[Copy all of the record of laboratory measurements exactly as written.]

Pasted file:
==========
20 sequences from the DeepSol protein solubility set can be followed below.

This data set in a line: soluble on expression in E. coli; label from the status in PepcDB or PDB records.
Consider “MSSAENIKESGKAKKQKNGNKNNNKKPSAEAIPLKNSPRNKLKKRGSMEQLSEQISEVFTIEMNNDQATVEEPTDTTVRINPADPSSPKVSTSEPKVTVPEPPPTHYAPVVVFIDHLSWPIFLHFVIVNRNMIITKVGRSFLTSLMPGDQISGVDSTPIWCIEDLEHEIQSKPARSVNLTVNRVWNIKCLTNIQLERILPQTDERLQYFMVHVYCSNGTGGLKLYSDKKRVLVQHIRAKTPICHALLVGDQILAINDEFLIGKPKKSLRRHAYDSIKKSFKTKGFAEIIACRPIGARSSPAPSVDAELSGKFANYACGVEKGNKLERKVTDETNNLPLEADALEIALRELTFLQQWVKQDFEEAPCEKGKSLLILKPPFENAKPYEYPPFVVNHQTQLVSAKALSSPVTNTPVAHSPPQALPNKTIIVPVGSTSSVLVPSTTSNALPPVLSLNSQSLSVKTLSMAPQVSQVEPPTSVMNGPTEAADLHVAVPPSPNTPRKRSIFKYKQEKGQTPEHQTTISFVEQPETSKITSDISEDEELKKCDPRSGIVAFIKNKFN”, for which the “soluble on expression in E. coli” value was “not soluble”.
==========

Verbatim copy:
20 sequences from the DeepSol protein solubility set can be followed below.

This data set in a line: soluble on expression in E. coli; label from the status in PepcDB or PDB records.
Consider “MSSAENIKESGKAKKQKNGNKNNNKKPSAEAIPLKNSPRNKLKKRGSMEQLSEQISEVFTIEMNNDQATVEEPTDTTVRINPADPSSPKVSTSEPKVTVPEPPPTHYAPVVVFIDHLSWPIFLHFVIVNRNMIITKVGRSFLTSLMPGDQISGVDSTPIWCIEDLEHEIQSKPARSVNLTVNRVWNIKCLTNIQLERILPQTDERLQYFMVHVYCSNGTGGLKLYSDKKRVLVQHIRAKTPICHALLVGDQILAINDEFLIGKPKKSLRRHAYDSIKKSFKTKGFAEIIACRPIGARSSPAPSVDAELSGKFANYACGVEKGNKLERKVTDETNNLPLEADALEIALRELTFLQQWVKQDFEEAPCEKGKSLLILKPPFENAKPYEYPPFVVNHQTQLVSAKALSSPVTNTPVAHSPPQALPNKTIIVPVGSTSSVLVPSTTSNALPPVLSLNSQSLSVKTLSMAPQVSQVEPPTSVMNGPTEAADLHVAVPPSPNTPRKRSIFKYKQEKGQTPEHQTTISFVEQPETSKITSDISEDEELKKCDPRSGIVAFIKNKFN”, for which the “soluble on expression in E. coli” value was “not soluble”.